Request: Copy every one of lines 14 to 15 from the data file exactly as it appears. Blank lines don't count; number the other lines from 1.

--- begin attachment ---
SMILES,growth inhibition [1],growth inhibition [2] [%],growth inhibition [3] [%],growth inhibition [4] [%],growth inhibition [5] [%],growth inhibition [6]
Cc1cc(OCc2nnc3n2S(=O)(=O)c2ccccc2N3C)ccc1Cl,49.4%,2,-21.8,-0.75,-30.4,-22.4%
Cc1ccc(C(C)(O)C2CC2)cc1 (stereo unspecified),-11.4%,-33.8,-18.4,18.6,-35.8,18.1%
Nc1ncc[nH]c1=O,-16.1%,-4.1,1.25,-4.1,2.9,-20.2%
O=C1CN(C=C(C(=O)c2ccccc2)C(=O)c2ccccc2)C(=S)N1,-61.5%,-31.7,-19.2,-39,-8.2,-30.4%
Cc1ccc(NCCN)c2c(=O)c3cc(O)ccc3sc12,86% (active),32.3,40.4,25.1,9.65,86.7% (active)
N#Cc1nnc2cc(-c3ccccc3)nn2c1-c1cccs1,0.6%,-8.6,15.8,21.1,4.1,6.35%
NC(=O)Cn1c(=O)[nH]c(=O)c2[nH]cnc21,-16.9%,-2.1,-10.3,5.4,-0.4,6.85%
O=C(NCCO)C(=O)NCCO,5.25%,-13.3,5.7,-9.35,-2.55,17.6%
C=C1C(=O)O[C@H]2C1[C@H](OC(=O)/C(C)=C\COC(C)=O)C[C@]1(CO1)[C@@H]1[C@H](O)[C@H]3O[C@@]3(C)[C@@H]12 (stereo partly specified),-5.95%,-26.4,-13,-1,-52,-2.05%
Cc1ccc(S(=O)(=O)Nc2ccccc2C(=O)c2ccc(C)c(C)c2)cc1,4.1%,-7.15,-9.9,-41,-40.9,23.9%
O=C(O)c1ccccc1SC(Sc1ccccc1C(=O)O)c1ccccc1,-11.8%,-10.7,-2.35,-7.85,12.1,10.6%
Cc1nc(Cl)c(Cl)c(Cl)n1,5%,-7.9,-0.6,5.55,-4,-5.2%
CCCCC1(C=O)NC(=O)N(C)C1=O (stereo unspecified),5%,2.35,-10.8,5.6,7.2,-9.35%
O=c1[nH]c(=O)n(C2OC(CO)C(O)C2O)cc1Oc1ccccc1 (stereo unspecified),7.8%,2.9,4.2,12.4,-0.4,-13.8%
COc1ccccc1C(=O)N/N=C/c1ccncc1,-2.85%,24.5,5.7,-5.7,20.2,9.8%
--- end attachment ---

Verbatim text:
CCCCC1(C=O)NC(=O)N(C)C1=O (stereo unspecified),5%,2.35,-10.8,5.6,7.2,-9.35%
O=c1[nH]c(=O)n(C2OC(CO)C(O)C2O)cc1Oc1ccccc1 (stereo unspecified),7.8%,2.9,4.2,12.4,-0.4,-13.8%